Podcasting is the new blogging. Your business could greatly benefit from adding podcasts to your promotional and marketing efforts. With podcasts, you can bring a new dimension to your company/client relationship, train employees, advertise your products, and even cross-promote with others in your industry.
But how do you podcast? Where do you start? If you’ve already planned out your podcast (you know the content and audience, you have a host, etc.), you start with apps. You can’t just record a podcast on your phone and upload it to your server or iTunes–there are a number of steps between conception and publication. For those steps, you need apps. Here are five good ones that will help you hit the ground running with your podcast.
Note: This article is also available as an image gallery and a video hosted by TechRepublic columnist Tom Merritt.
I’ve been using Audacity (Figure A) since 2011 to record all my podcasts (as well as audiobooks). It provides everything you need to record professional quality audio suited for podcasts. Record, edit, normalize–everything.
Audacity features plenty of filters, special effects, cleaning tools, conversion tools, and much more. What’s best, Audacity is free, cross-platform (Linux, Windows, Mac), and open source. You will be hard-pressed to find a better production tool for your podcast than this.
Audacity supports just about every conceivable audio file format and can even support multiple formats in a single project. For a complete rundown of features, check out this official list. All these features are housed in one of the easiest-to-use interfaces in all of audio recording.
PodPress (Figure B) is what you need if you host your podcast on a WordPress site and want to get the podcast onto iTunes. Once you’ve set this up, your podcast will automatically be added to your iTunes feed. You will need to initially submit your feed to the iTunes store and then set up PodPress with your iTunes account information. Once it has been accepted, you create a post on WordPress and then add the media to the post. Once published, it will automatically add to your iTunes podcast entry.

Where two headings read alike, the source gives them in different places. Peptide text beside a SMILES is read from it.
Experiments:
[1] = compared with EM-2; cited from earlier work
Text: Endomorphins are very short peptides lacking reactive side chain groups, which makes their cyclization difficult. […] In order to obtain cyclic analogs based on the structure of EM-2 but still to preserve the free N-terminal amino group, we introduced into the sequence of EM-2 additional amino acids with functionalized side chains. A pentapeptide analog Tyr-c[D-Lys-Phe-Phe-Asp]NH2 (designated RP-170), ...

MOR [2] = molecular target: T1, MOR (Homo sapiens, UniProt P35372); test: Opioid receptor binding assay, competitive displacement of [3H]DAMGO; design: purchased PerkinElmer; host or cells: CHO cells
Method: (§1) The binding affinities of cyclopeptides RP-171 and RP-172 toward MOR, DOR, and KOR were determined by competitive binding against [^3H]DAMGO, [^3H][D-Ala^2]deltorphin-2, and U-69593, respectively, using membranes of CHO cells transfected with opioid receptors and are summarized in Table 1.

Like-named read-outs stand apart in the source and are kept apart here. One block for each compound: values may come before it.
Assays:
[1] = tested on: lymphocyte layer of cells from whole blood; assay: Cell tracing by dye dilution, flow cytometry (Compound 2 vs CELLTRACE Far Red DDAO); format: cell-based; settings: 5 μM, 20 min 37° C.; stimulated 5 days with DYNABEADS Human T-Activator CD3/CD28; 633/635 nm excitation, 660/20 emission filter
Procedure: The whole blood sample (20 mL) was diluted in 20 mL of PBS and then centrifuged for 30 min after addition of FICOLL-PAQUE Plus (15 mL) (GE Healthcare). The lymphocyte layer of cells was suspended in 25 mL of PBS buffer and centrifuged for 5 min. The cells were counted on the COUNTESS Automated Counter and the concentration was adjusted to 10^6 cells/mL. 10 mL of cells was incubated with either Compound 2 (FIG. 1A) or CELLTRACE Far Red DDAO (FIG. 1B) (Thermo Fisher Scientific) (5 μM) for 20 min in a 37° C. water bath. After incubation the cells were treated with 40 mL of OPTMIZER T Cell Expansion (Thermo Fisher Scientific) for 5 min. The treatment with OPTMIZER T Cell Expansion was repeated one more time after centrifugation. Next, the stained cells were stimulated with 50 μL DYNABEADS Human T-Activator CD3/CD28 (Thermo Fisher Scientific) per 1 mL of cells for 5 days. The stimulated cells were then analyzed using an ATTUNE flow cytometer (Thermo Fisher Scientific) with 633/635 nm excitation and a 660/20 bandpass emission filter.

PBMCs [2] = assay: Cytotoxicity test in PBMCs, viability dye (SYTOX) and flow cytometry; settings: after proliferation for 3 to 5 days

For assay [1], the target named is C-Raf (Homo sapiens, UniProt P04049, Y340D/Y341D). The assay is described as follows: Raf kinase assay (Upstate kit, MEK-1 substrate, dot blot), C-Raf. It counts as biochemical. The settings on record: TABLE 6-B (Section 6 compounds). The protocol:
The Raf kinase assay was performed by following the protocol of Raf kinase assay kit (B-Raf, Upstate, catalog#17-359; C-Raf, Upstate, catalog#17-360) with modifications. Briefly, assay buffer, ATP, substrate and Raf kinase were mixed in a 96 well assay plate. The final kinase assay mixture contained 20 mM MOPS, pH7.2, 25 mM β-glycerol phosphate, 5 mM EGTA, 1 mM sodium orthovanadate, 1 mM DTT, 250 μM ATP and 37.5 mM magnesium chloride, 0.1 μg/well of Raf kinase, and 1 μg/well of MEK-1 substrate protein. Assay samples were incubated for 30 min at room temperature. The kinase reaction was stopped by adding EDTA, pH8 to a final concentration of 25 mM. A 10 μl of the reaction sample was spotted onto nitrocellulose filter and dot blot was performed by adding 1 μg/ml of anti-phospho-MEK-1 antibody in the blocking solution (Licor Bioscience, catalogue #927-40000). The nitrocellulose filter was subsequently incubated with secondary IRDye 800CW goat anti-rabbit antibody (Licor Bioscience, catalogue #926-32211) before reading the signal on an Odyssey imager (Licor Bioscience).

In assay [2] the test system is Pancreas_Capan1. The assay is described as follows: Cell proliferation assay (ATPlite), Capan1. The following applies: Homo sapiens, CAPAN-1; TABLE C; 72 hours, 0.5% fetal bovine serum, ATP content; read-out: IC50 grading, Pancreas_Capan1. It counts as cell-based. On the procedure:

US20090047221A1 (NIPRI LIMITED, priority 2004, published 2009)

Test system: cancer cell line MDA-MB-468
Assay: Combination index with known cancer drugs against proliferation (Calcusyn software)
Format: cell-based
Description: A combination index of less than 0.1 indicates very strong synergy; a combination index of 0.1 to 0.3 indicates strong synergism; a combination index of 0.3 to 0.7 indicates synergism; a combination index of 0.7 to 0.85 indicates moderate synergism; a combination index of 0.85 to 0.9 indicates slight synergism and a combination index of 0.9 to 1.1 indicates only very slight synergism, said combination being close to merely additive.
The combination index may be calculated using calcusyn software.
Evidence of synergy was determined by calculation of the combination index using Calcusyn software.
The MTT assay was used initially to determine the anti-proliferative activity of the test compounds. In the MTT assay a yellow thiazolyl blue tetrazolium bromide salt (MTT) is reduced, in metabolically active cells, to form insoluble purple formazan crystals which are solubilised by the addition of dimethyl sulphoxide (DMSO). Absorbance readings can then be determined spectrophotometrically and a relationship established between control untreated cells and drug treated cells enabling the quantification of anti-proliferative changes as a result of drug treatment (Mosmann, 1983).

One word of warning: Setting up PodPress is an exercise in patience. If you find yourself lost in the mire of setup, check out this PodPress support forum. But trust me on this; working through the complexity of PodPress setup is worth the time and effort. PodPress is free and works with WordPress 1.5 and up
Skype (Figure C) is actually a necessity for some podcasters. Who? Anyone who plans to record interviews or co-host a podcast when distance is an issue. Yes, there are other means. But the recording quality of Skype far exceeds that of Google Hangouts and the ease of use is hard to beat.
Oddly enough, Skype doesn’t have the built-in capacity to record calls. For that, you will need to install third-party plugins. This matrix offers a full list of supported third-party tools. If you use Linux, you’ll need to install an app called Skype Call Recorder. Once you have the necessary third-party tool installed, the process of recording a call is simple.
SoundCloud (Figure D) is a popular location for hosting audio. Although it’s primarily dedicated to music, it is also an outstanding location for housing podcasts. I’ve often used my SoundCloud account as a testing ground for podcasts in development.
SoundCloud offers free RSS feeds, so you can make it easier for listeners to follow your casts. The free account limits the amount of space, upload times, and reporting. But SoundCloud also offers a built-in recording tool that allows you to quickly record a file.
There are also two paid accounts: Pro ($6.00/month) and Pro Unlimited ($15.00/month). Check out the features for each here.
5: Podcast Addict
Podcast Addict (Figure E) is a great mobile app to use for checking your podcast. It’s one thing to listen to the production file on your PC. But hearing the cast through the same means your listeners use will clue you into possible issues–especially if the podcast isn’t seeding properly (as in, the latest episodes aren’t available). Never assume that just because you’ve uploaded the file and it’s automatically submitted to iTunes (and you’ve added the file to SoundCloud and other sources) that all is well. Your last step should be to check on the feed with the likes of this free podcast aggregation tool.
If you’re about to embark on the development, production, and publication of a podcast, these tools will be a great way to start. In fact, once you work these into your process, you’ll most likely find yourself wanting for nothing else.
Have you found a podcasting tool you can’t work without? Share your recommendations with fellow TechRepublic members.
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